Dan Gardner is the New York Times best-selling author of books about psychology and decision-making and a senior fellow at the University of Ottawa’s Graduate School of Public and International Affairs. More >

At sea on plastics

(Originally published in the Globe and Mail, June 11, 2019)

We’ve all seen the rolling masses of plastic choking the oceans, the plastic clogging the bellies of dead whales, the plastic littering remote beaches and even the deepest trenches in the ocean. But where does all that plastic come from?

Judging by news reports and the focus of politicians and activists, it comes from us, the plastic-consuming gluttons of the wealthy countries. To save the oceans, we must reduce, reuse and recycle – voluntarily or otherwise. Plastic-consuming gluttons we may be, but we are not the main source of ocean plastics. And if we don’t get this straight, nothing we do will clean the waters of the blue planet.

An estimated eight million tonnes of plastic – the weight of 90 aircraft carriers, according to the U.S. National Oceanic and Atmospheric Administration (NOAA) – is dumped into the oceans each year. An estimated 80 per cent of that trash comes from land sources.

“Just think about all the plastic items you use daily,” the NOAA says on its website. “Many plastic products are single-use items that are designed to be thrown out, like water bottles or takeout containers. These are used and discarded quickly. If this waste isn’t properly disposed of or managed, it can end up in the ocean.”

But in the developed world, most of the waste is properly disposed of, thanks to waste management systems few of us think about or even notice. North America is the source of just 0.9 per cent of the world’s “mismanaged” plastic, meaning plastic that could wind up in the ocean. Almost all our junk ends up in landfills (or incinerators). There are many good reasons to rue this but the state of the oceans isn’t one.

So where does the plastic that is choking the oceans come from? Mostly, the developing world.

I once spent a week in the slums of Lagos, the immense, chaotic Nigerian megacity with a population of 17.5 million people. There is trash – much of it plastic – strewn everywhere. It is so thick on the ground in some places that it appears the shanties were built on landfills.

Waterways are worse. Ditches, canals, creeks and marshes groan with garbage.

This isn’t indolence. Waste disposal in Lagos is haphazard at best. Dumping is the only option for millions of poor people. And so when tropical rains pour down, ditches flow into creeks. Creeks flow into rivers. Rivers flow into oceans.

By far the worst sources of plastic pollution are rivers whose basins are heavily populated with poor people who lack access to proper waste disposal. A recent study estimated 90 per cent of all river-borne plastic pollution comes from just 10 rivers: eight in Asia, two in Africa. Estimates vary widely – there’s lots of uncertainty in these data – but by one estimate the Yangtze River alone spews 1.5 million tonnes of plastic each year.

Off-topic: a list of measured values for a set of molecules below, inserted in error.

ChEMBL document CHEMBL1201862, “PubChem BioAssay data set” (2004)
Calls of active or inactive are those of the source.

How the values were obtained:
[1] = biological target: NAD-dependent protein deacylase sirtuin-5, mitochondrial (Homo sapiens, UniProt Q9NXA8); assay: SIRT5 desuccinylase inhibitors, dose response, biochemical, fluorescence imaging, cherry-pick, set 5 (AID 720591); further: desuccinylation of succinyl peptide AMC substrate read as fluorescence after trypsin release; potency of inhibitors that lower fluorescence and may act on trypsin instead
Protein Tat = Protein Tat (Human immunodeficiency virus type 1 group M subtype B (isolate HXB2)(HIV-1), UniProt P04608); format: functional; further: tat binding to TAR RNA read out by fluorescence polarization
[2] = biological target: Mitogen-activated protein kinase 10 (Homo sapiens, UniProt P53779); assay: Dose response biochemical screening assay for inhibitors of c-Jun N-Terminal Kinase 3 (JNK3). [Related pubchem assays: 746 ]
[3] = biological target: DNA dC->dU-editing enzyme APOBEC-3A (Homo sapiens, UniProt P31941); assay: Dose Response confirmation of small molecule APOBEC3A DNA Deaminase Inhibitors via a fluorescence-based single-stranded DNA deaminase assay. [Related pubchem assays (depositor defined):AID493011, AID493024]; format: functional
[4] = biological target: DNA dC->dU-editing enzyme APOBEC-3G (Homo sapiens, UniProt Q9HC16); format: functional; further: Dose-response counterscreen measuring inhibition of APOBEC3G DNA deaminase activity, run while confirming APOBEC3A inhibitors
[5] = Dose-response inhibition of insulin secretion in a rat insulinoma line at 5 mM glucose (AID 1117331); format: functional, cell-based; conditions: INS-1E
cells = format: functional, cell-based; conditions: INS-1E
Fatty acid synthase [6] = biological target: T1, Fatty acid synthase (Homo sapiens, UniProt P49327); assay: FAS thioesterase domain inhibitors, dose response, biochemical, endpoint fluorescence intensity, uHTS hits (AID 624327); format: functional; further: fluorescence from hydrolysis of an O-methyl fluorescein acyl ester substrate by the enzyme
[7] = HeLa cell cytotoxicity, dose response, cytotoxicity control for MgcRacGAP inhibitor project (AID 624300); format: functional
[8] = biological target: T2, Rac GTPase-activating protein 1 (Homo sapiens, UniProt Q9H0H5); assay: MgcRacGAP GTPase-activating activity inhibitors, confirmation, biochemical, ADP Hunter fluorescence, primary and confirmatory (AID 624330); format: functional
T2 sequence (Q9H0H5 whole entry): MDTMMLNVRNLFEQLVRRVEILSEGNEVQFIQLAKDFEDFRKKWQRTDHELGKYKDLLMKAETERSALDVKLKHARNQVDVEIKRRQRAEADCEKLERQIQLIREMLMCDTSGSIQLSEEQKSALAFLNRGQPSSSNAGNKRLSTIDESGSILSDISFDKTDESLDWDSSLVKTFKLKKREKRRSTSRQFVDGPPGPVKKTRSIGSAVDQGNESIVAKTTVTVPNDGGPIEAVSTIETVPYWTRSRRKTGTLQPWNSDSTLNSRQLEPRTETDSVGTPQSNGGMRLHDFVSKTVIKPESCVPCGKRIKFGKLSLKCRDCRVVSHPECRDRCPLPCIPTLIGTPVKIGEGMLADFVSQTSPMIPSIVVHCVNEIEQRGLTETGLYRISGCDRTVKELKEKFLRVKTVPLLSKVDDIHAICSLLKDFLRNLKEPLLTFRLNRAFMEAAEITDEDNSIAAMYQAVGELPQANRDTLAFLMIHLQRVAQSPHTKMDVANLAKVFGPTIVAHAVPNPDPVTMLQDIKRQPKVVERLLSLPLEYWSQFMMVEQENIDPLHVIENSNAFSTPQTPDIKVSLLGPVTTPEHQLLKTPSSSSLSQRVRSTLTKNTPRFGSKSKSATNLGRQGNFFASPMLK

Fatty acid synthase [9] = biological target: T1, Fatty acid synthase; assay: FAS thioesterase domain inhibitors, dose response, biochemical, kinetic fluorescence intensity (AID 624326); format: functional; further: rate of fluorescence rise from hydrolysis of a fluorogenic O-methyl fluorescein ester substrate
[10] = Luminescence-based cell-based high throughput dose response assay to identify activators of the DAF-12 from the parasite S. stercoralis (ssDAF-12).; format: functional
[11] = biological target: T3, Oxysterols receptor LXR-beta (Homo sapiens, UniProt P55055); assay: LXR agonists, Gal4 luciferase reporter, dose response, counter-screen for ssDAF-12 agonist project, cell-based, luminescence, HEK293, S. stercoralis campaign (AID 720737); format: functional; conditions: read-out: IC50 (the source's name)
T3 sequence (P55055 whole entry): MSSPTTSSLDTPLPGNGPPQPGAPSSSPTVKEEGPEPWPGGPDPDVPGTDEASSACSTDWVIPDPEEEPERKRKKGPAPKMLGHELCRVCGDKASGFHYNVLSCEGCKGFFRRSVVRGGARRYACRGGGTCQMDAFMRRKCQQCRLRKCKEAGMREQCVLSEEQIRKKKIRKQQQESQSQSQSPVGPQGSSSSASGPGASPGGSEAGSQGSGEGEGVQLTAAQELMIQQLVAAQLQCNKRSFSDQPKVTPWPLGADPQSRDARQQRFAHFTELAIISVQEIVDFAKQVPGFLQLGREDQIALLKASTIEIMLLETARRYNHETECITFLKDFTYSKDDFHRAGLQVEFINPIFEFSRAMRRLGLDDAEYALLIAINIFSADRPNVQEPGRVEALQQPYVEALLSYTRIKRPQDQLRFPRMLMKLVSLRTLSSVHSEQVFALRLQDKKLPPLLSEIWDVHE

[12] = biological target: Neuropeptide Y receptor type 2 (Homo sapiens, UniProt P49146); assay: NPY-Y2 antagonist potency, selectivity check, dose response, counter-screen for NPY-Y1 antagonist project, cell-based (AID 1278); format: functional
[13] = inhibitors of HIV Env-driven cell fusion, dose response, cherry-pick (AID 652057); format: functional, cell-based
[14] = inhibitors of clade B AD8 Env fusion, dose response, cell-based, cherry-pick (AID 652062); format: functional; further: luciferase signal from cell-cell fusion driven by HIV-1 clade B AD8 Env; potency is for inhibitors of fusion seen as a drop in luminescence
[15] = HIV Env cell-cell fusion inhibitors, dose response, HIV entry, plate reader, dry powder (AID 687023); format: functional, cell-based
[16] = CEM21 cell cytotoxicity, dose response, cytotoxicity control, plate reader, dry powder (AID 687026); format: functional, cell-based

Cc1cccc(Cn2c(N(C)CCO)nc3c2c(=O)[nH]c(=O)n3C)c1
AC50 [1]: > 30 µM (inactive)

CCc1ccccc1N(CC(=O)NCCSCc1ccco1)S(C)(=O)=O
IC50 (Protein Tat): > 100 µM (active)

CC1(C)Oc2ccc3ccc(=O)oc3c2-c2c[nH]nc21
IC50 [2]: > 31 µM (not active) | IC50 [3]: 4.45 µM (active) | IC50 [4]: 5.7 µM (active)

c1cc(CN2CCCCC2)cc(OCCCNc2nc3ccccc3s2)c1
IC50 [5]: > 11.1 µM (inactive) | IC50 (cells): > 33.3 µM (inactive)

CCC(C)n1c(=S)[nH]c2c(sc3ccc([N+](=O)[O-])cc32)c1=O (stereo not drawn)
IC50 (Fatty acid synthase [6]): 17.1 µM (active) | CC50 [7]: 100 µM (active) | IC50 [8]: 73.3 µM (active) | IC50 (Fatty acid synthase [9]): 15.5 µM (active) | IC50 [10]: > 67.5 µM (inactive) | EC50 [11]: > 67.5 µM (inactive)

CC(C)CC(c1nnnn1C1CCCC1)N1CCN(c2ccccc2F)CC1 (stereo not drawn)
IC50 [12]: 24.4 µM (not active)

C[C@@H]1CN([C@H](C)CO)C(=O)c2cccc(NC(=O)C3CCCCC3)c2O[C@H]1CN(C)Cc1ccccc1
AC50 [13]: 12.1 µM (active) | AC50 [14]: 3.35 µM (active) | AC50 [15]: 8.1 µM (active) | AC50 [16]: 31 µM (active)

I’ve never heard any Canadian politician talk about this, nor read a Canadian news story connect developing-world poverty with ocean plastics. Instead, we hear endless talk about stopping our children from using plastic drinking straws and why we should feel guilty for drinking from plastic water bottles. And now the government is promising to ban single-use plastics.

“We’ve all seen the disturbing images of fish, sea turtles, whales and other wildlife being injured or dying because of plastic garbage in our oceans. Canadians expect us to act,” Environment Minister Catherine McKenna said on Monday.

Even the Ocean Plastics Charter – a Canadian-led initiative agreed to at the previous Group of Seven meeting – makes only a brief and oblique reference to the principal source of plastic in the oceans. Most of the rest calls for education campaigns, more domestic recycling and other ideas that are worthy and excellent – and will do little or nothing to clean the oceans.

I’m not sure what the cause of this disconnect is. Charitably, one might think it stems from a reluctance to blame the world’s poor. But a reasonable person wouldn’t fault developing countries for lacking a capacity that we in the wealthy world only developed relatively recently and at an expense they can’t afford. A reasonable person would say we’re rich, they’re not, so let’s fund them to develop the waste disposal systems needed to make their lives better and clean up the oceans we all share. (Of course, China is now wealthy enough to develop its own waste disposal, and happily for the world the government has started to aggressively tackle the problem.)

Less charitably, the critical role of the developing world is being ignored because no one in this country stands to gain – in votes, eyeballs, or donations – by talking about waste disposal in the developing world.

Whatever the explanation, it is a weird sort of narcissism to look at a global problem and assume it is all about us. If we are to make a difference, we must get over ourselves.